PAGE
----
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Creating the perfect beer foam

The views expressed are those of the author and are not necessarily those of Scientific American.


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Pour a glass of soda or champagne and you’re likely to see a multitude of frothy bubbles, though the foam will quickly vanish. Pour a glass of beer and the foam will last much longer. In fact, according to Karl Siebert, who directs Cornell University’s brewing program, legend says that if you draw a little face in the head of a Guinness, it should still be there by the time you finish the drink. Siebert recently published a study investigating some of the factors important to beer foam: alcohol content, pH level and a barley protein known as barley lipid transfer protein 1 (LTP1) .

“You need some substances to stabilize the bubble walls in the foam to keep it around a long time,” said Siebert, who worked at the Stroh Brewery Company in Detroit for 18 years before joining the Cornell faculty.

Brewing scientists have known about some of the factors involved in creating lasting foam, such as carbon dioxide and compounds known as iso-alpha acids, for many years. However, research about the effect of alcohol content and pH are mixed. Some studies suggest high alcohol content promotes foam, while others suggest the key is low alcohol content.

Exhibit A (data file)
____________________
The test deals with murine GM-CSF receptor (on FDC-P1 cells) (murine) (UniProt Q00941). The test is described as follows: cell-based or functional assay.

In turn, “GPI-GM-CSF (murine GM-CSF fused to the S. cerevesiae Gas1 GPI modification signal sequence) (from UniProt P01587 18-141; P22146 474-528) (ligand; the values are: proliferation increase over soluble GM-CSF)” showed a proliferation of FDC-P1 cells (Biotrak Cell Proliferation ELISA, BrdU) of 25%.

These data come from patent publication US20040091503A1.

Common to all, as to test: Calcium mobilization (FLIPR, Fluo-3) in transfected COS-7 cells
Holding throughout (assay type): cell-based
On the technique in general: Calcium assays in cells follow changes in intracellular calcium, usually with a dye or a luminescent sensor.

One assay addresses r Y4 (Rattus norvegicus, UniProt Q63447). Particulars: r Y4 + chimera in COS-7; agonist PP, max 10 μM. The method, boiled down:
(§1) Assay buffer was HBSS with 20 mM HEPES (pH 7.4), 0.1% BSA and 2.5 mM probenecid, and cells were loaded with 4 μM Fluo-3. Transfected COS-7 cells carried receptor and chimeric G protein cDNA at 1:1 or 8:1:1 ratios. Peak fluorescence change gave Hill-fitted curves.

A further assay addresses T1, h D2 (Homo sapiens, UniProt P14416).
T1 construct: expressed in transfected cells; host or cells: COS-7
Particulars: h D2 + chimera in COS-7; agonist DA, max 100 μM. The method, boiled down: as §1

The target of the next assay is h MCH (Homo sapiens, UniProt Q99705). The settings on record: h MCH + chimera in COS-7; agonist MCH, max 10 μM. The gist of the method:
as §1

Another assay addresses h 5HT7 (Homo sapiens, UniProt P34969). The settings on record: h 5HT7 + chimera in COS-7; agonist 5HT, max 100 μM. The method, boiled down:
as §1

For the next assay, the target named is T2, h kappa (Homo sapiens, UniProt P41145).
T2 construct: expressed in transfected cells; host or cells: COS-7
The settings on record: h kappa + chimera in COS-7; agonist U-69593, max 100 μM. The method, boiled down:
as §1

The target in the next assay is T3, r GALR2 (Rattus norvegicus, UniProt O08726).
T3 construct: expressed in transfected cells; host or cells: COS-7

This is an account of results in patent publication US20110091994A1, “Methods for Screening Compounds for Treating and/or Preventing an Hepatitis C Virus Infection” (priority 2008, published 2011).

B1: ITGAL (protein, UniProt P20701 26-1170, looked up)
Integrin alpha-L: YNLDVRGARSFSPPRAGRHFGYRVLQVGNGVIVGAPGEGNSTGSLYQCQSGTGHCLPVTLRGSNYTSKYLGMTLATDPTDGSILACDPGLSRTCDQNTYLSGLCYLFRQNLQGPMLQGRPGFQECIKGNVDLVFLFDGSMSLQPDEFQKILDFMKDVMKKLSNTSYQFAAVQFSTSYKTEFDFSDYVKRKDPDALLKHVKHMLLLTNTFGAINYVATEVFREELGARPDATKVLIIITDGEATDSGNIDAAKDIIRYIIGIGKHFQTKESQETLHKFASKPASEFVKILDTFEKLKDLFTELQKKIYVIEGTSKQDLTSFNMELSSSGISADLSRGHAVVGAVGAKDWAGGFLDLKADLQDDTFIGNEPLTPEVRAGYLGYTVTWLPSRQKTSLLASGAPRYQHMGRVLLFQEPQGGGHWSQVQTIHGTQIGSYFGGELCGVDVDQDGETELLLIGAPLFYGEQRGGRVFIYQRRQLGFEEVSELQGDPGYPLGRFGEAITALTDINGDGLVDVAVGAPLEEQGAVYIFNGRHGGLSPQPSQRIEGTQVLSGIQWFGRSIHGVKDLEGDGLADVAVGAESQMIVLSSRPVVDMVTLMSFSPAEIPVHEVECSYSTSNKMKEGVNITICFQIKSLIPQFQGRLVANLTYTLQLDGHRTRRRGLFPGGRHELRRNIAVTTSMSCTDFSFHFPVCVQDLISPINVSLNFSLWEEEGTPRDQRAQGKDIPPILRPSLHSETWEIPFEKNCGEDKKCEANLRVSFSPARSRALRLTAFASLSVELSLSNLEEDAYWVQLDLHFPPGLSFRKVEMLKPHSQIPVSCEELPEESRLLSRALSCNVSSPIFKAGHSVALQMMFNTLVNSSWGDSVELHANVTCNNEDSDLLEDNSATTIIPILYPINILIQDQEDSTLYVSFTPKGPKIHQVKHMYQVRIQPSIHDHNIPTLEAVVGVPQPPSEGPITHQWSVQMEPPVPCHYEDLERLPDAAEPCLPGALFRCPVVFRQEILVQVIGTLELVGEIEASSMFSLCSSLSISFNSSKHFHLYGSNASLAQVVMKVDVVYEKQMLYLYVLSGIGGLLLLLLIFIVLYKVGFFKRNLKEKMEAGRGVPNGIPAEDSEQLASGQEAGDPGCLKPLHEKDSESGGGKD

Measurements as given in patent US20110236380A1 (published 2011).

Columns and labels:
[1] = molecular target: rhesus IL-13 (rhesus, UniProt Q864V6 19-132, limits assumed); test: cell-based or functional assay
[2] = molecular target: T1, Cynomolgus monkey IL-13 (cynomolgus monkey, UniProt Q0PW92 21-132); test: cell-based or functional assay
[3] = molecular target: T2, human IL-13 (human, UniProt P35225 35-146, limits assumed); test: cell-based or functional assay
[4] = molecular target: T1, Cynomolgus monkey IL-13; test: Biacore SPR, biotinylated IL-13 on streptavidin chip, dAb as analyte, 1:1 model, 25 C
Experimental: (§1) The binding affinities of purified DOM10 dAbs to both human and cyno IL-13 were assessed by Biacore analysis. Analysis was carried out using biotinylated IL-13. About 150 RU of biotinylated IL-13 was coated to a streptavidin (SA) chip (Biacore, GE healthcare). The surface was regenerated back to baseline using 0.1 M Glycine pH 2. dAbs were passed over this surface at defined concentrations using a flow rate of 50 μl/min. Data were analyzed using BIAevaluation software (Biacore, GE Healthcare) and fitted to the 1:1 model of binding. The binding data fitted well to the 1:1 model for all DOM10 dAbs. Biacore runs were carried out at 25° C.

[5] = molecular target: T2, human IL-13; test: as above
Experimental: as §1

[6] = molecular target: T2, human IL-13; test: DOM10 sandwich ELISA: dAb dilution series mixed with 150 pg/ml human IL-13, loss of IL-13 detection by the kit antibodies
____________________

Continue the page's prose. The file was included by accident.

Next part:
Using both beer samples and a model system that mimicked beer, Siebert found that middle alcohol levels are actually best for foam, with middle levels being around 5 percent alcohol by volume (ABV). His experiments also showed that beer with a higher pH, around 4.6, would likely have better foam than beer at a lower pH, such as 3.8.

Siebert also found that the protein barley LTP1 is important to ideal foam, likely playing a greater role than some of the other barley proteins involved in creating the head on a beer.

“In most cases people want to have nice foam on their beer, and brewers work very hard to make it like that,” Siebert said.

Of course, once you’ve chosen the perfect beer, pouring it properly will ensure you make the most of its frothy qualities.

“It’s better to start out pouring down the wall of the glass until the glass is about half full, and then just start pouring into the center,” Siebert said. “That generates the foam and ideally leaves a nice foam head on the top.”

Julianne Wyrick About the Author: Julianne Wyrick has a bachelor’s in biochemistry and is currently a master’s student in the health and medical journalism program at the University of Georgia, where she also writes about science for the Office of Research Communications. Find her on the web at juliannewyrick.com. Follow on Twitter @juliannewyrick.

The views expressed are those of the author and are not necessarily those of Scientific American.






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